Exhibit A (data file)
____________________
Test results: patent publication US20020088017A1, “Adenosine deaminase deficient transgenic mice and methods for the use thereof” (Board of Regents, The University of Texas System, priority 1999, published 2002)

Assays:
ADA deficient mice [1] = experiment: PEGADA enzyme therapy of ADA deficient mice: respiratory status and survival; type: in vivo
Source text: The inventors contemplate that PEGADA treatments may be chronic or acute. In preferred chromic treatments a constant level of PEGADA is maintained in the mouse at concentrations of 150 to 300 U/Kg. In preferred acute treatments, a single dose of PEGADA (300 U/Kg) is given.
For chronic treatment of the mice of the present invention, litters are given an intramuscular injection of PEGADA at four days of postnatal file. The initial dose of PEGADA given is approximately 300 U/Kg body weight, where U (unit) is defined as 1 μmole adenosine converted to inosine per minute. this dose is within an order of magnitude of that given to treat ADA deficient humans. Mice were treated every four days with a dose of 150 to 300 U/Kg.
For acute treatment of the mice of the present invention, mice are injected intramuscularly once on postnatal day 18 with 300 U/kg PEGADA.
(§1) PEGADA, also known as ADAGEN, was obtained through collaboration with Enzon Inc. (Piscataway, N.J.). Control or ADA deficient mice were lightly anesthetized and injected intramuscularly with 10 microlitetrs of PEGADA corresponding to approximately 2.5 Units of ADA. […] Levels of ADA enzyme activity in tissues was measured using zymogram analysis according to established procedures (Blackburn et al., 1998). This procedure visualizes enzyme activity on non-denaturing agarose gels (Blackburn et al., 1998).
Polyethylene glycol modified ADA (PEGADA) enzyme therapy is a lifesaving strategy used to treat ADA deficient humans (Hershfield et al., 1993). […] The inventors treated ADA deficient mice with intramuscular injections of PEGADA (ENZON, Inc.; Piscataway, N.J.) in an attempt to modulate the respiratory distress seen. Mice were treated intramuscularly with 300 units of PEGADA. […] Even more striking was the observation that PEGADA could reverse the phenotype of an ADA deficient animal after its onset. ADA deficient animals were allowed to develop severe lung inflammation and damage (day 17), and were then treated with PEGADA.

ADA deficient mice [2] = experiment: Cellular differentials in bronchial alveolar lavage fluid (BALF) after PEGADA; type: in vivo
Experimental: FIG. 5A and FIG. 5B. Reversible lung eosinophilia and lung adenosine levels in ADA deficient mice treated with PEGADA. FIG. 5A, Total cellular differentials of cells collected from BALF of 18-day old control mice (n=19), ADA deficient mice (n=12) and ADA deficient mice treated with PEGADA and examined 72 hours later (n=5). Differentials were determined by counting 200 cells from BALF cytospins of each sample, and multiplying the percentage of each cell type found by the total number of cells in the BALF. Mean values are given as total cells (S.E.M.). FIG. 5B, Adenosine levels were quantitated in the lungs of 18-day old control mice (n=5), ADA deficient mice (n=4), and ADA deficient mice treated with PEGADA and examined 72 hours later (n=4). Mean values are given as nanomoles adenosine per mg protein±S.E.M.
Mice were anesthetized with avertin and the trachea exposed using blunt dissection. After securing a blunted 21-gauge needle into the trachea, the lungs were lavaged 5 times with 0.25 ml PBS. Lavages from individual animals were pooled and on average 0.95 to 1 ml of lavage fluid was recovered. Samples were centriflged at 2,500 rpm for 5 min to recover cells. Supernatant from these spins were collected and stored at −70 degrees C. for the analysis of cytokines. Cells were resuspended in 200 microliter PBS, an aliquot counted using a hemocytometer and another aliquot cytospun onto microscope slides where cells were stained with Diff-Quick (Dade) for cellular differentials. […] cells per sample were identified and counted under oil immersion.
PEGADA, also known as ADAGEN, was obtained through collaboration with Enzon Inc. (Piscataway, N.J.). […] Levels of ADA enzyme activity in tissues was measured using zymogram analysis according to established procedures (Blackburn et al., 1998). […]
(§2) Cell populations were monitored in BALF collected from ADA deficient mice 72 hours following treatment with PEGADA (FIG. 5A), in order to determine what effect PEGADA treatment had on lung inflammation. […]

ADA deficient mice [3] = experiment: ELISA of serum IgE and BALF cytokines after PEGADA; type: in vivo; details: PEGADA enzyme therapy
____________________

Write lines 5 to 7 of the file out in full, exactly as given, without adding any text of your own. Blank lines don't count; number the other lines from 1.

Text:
For chronic treatment of the mice of the present invention, litters are given an intramuscular injection of PEGADA at four days of postnatal file. The initial dose of PEGADA given is approximately 300 U/Kg body weight, where U (unit) is defined as 1 μmole adenosine converted to inosine per minute. this dose is within an order of magnitude of that given to treat ADA deficient humans. Mice were treated every four days with a dose of 150 to 300 U/Kg.
For acute treatment of the mice of the present invention, mice are injected intramuscularly once on postnatal day 18 with 300 U/kg PEGADA.
(§1) PEGADA, also known as ADAGEN, was obtained through collaboration with Enzon Inc. (Piscataway, N.J.). Control or ADA deficient mice were lightly anesthetized and injected intramuscularly with 10 microlitetrs of PEGADA corresponding to approximately 2.5 Units of ADA. […] Levels of ADA enzyme activity in tissues was measured using zymogram analysis according to established procedures (Blackburn et al., 1998). This procedure visualizes enzyme activity on non-denaturing agarose gels (Blackburn et al., 1998).